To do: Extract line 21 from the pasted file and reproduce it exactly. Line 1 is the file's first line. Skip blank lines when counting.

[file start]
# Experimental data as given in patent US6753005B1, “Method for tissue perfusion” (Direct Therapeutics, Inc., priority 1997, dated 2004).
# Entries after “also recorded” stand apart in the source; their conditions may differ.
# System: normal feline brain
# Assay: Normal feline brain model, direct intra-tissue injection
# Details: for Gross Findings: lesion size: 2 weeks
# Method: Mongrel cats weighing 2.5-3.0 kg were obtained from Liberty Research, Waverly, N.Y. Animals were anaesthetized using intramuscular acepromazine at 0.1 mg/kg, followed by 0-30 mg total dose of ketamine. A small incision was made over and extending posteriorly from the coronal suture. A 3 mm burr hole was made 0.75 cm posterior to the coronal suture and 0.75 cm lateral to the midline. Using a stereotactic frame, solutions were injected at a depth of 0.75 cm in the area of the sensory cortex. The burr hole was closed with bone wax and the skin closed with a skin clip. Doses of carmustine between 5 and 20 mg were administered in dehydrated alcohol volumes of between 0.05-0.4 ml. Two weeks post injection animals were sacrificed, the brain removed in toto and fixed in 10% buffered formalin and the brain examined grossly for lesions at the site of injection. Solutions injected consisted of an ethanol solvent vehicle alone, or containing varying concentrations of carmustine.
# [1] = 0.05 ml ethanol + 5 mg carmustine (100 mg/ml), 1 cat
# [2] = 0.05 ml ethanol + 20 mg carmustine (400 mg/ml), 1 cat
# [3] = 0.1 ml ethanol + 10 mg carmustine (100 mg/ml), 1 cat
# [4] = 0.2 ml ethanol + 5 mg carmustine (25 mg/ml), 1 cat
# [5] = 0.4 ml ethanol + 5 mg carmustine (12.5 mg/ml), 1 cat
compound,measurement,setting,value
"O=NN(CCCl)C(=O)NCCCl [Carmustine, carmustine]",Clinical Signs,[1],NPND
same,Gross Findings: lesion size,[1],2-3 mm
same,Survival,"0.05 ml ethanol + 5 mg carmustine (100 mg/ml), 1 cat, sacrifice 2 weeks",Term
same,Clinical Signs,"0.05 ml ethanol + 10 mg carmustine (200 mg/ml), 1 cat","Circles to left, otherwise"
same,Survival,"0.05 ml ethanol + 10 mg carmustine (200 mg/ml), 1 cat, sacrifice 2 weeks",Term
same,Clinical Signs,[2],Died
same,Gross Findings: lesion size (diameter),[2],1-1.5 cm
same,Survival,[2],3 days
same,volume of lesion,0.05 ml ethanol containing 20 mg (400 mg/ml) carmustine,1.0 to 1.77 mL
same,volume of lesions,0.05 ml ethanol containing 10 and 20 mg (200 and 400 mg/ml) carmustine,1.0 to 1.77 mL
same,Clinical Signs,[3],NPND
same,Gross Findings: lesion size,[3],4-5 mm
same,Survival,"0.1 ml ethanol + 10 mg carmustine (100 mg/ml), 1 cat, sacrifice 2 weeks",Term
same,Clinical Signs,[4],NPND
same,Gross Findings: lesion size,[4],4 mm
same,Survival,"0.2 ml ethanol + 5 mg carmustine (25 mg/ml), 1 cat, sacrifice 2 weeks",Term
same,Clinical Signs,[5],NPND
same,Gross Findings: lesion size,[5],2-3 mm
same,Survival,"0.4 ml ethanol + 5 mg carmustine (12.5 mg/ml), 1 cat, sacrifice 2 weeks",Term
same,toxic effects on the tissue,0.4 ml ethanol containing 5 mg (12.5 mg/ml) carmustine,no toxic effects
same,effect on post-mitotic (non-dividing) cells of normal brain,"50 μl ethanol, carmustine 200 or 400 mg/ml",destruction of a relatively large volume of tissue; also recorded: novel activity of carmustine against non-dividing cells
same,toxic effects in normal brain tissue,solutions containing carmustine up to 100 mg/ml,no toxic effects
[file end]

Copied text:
same,volume of lesion,0.05 ml ethanol containing 20 mg (400 mg/ml) carmustine,1.0 to 1.77 mL